Security researchers identify malware threat to virtual currencies

INTERPOL cyber threat researchers, including a Kaspersky Lab kespersky logoexpert, have identified a threat to the blockchain in virtual transactions which could result in their being embedded with malware or other illegal data, including child abuse images.

Depending on the cryptocurrency and its protocols, there is a fixed open space on the blockchain – the public ‘ledger’ of transactions – where data can be stored, referenced or hosted within encrypted transactions and their records.

It is this open space which was identified as the potential target for malware by experts, an INTERPOL officer and a seconded specialist from Kaspersky Lab, in the Research and Innovation unit at INTERPOL’s Global Complex for Innovation (IGCI).

The design of the blockchain means there is the possibility of malware being injected and permanently hosted with no methods currently available to wipe this data. This could affect ‘cyber hygiene’ as well as the sharing of child sexual abuse images where the blockchain could become a safe haven for hosting such data.

It could also enable crime scenarios in the future such as the deployment of modular malware, a reshaping of the distribution of zero-day attacks, as well as the creation of illegal underground marketplaces dealing in private keys which would allow access to this data.

“To conduct this type of research and identify new cyberthreats were among the key aims behind the creation of the INTERPOL Global Complex for Innovation,” said IGCI Executive Director Noboru Nakatani.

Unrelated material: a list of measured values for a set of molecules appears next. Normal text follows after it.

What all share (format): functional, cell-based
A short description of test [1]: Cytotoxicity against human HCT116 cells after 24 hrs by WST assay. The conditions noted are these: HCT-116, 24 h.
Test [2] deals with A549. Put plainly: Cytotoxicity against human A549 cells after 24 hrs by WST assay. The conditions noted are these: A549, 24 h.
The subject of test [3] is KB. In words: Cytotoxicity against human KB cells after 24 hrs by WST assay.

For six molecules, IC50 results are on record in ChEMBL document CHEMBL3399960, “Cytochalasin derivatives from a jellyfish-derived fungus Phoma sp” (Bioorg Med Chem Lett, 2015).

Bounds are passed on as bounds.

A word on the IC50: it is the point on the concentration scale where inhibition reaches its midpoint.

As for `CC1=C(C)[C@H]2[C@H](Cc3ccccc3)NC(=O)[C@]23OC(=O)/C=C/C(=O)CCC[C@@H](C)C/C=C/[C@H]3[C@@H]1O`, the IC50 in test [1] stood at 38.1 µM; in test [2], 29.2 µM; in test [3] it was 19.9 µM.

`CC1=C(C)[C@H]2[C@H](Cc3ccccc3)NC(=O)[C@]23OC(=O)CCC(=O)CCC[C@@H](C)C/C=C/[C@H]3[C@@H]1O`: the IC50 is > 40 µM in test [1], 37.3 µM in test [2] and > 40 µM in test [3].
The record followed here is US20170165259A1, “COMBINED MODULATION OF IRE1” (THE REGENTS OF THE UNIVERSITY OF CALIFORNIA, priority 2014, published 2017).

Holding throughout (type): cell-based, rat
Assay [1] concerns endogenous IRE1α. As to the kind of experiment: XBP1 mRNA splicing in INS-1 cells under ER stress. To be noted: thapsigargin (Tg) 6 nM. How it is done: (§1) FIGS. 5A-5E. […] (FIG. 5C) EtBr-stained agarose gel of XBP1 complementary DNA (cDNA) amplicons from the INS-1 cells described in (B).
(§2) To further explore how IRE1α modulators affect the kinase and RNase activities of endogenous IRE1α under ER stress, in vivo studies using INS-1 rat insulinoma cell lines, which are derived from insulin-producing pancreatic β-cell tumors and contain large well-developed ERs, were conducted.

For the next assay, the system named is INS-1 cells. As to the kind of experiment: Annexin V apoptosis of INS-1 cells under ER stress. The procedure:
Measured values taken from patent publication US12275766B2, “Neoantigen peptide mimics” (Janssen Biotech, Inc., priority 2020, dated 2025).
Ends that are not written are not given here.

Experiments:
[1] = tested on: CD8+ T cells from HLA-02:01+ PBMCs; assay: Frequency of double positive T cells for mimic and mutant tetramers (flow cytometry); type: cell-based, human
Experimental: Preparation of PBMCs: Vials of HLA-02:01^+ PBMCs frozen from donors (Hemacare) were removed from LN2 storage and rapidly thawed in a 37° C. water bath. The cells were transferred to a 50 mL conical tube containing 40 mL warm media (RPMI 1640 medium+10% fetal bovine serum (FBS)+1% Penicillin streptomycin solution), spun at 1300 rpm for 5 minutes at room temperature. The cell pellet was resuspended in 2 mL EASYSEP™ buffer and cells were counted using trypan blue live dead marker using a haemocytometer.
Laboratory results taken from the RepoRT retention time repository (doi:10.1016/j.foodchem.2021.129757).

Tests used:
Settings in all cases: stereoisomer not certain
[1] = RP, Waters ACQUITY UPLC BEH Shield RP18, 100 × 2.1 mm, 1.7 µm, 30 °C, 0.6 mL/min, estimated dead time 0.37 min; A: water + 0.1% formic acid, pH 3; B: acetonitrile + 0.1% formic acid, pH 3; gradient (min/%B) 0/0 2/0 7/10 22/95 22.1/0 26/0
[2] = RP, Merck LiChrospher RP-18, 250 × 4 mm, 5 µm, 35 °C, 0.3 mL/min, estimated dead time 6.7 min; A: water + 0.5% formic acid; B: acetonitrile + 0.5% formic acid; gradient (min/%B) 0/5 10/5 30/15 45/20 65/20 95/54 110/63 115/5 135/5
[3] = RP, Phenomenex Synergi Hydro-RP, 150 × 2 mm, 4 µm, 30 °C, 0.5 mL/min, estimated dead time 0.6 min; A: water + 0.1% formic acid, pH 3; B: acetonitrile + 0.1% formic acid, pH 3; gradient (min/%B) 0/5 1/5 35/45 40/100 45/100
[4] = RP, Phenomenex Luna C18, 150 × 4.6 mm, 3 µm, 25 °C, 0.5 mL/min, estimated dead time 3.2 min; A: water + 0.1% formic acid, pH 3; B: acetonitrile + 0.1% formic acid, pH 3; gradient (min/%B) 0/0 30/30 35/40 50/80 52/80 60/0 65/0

“Having identified this threat, it is now important for INTERPOL to spread awareness amongst the public and law enforcement, as well as encourage support from communities working in this field to find solutions for the potential blockchain ‘abuse’.

“In addition to our own experts, the research was conducted with support from a specialist from Kaspersky Lab based at the IGCI which again underlines the value of sharing expertise between the public and private sectors,” added Mr Nakatani.

“The core principle of our research is to forewarn about potential future threats coming from decentralized systems based on blockchains. While we generally support the idea of blockchain-based innovations we think that’s it is our duty, as a part of security community, to help the developers make such technologies sustainable and useful for the purpose they were intended for. We hope that bringing potential problems to light now will help in improving such technologies in the future and will make it more difficult for them to be used for any malicious purpose,” said Vitaly Kamluk, Principal Security Researcher at Kaspersky Lab.

The research was unveiled at the Black Hat Asia 2015 event in Singapore, just weeks before the official inauguration of the IGCI. INTERPOL’s state-of-the-art complex will provide its 190 member countries with a cutting-edge research and development facility for the identification of crimes and criminals, innovative training, operational support and partnerships.

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